Monday, 10 February 2014


Tarifa is the most southerly point of Europe. The word tariff may have originated from its name as it was the first port to charge merchants for its services. It’s the closest point to Africa from Europe and I reckon the lighthouse is the closest man made structure in Europe to Africa (I may be wrong).
More here but not much.
Islamic style Garden in the Old Fort Precinct

We really like Tarifa, the beach near the campsite is a glory, the sand is gold, the hills behind are verdant, there are streams that run onto the beach, and the water is a beautiful blue when it’s calm(ish). The area is windy, and according to our new New Zealand friends it’s ranked No3 in the whole world for Kite Surfing (one assumes Wind Surfing as well). The town has numerous surfer dude shops and all the kit that goes with the surf lifestyle. The sea off the beach of Tarifa is the Straits of Gibraltar.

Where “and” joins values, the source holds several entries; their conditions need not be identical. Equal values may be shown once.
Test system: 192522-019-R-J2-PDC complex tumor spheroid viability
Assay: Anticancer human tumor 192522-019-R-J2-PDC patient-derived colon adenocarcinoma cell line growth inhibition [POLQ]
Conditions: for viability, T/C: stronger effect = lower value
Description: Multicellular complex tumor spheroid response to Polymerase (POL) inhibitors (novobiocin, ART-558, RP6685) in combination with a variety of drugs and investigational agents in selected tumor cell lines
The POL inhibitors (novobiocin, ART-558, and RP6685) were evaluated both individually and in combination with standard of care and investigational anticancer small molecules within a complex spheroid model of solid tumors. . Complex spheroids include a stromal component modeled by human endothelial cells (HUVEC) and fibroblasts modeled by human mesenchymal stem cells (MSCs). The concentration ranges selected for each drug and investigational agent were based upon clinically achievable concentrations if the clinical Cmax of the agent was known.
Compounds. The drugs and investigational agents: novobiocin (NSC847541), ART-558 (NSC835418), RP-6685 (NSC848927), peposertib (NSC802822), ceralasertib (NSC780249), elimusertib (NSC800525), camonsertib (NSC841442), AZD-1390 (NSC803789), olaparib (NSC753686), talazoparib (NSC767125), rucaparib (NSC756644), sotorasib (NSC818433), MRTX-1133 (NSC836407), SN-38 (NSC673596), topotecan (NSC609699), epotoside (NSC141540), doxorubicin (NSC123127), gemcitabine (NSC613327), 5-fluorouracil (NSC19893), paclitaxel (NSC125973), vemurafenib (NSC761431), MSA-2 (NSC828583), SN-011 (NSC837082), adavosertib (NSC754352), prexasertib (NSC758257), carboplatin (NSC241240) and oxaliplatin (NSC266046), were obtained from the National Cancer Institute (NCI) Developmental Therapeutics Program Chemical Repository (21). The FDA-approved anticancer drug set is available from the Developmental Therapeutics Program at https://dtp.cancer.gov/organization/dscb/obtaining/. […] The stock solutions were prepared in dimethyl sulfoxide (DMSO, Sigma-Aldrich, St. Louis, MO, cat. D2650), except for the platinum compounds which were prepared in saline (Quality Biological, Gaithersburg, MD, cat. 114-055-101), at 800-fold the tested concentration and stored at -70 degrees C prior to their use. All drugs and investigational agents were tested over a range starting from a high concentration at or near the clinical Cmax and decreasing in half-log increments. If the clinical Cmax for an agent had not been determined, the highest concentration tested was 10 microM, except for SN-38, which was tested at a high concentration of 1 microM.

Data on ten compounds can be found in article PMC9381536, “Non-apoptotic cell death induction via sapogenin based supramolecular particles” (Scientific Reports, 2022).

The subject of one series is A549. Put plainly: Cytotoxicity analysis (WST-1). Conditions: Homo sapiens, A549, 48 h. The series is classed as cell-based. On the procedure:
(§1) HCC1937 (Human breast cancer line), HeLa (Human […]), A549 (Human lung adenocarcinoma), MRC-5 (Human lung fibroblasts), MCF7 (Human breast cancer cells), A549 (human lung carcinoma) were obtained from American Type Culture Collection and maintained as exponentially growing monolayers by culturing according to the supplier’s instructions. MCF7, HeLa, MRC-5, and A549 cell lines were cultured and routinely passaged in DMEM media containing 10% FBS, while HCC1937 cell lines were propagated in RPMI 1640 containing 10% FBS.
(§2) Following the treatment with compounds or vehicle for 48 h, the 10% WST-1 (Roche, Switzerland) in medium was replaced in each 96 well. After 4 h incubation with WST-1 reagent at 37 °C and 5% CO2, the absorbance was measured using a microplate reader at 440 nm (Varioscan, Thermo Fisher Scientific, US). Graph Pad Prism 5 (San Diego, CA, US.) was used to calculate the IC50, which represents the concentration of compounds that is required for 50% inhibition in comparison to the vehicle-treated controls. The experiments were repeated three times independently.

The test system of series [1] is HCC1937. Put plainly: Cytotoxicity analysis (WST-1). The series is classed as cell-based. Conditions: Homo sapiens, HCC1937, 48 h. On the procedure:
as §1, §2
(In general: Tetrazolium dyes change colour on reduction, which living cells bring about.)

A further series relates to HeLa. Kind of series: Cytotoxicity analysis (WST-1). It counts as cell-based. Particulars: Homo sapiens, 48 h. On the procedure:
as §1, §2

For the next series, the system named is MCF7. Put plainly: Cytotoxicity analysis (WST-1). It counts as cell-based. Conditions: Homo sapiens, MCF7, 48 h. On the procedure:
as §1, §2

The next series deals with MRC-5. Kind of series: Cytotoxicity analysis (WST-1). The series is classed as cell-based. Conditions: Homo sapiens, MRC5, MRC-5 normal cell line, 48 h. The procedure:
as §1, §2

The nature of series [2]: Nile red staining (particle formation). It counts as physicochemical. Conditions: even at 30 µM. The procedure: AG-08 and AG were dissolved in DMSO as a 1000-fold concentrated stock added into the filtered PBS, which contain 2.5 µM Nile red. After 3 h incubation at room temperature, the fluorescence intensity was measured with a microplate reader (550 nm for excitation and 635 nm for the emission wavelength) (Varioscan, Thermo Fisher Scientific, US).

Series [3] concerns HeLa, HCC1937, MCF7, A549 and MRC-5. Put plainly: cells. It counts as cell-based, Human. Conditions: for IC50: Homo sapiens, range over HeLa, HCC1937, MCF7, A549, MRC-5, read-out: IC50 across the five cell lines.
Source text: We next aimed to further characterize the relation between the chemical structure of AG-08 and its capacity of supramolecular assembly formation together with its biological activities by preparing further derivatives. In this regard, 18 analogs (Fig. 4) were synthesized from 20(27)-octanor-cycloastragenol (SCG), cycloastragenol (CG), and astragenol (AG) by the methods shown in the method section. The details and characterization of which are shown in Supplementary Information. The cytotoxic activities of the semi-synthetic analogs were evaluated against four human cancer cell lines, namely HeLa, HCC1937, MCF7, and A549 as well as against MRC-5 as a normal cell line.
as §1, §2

Oneself With Morocco in the Background
Remains of the City Walls

The Port, Lighthouse and Castle

Most Places Have Preserved this Style of Road
As ever we were a little bit shocked to see that it’s missed the history bus. Spain has a long way to go to realise what incredible history it has. In places like Cartagena, Alhambra and Seville, they have it pretty much sorted. But then you get to somewhere like Tarifa and at best you get the odd nod to history. I appreciate that you can’t leave city’s and towns as museums, but a place like Tarifa that must have stood for hundreds of years as the portal between Europe and Africa deserves a little bit better from the Spanish authorities (in my opinion). If it wasn’t for the Wikipedia article I wouldn’t have known a thing about the place, other than the surfing aspect.
Geology Layers, they Would have Been Horizontal Once

A Small Tiled Font (and a pooped Amanda)

View Back to the Beach From Bolonia

No comments:

Post a comment

Related Posts Plugin for WordPress, Blogger...